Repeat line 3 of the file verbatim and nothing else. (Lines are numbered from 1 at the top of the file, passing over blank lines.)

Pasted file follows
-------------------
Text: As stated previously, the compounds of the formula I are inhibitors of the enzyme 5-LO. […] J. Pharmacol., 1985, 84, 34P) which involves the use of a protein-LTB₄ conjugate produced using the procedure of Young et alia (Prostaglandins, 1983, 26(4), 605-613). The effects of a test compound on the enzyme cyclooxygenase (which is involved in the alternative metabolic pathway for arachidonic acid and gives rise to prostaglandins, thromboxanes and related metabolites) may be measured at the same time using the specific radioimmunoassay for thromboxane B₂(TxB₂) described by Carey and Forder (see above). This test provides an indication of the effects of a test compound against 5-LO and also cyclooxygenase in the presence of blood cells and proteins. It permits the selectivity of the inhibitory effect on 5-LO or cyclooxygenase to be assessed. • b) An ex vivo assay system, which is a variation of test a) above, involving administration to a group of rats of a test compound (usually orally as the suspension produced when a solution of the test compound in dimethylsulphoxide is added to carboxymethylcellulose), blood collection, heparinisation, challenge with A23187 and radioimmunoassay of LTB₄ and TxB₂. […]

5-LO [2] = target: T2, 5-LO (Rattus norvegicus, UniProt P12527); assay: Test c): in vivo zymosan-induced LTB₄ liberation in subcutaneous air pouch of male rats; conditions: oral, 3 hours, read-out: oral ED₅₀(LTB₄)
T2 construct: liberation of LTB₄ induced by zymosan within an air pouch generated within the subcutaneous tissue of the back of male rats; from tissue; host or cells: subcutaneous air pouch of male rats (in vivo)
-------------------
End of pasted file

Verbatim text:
T2 construct: liberation of LTB₄ induced by zymosan within an air pouch generated within the subcutaneous tissue of the back of male rats; from tissue; host or cells: subcutaneous air pouch of male rats (in vivo)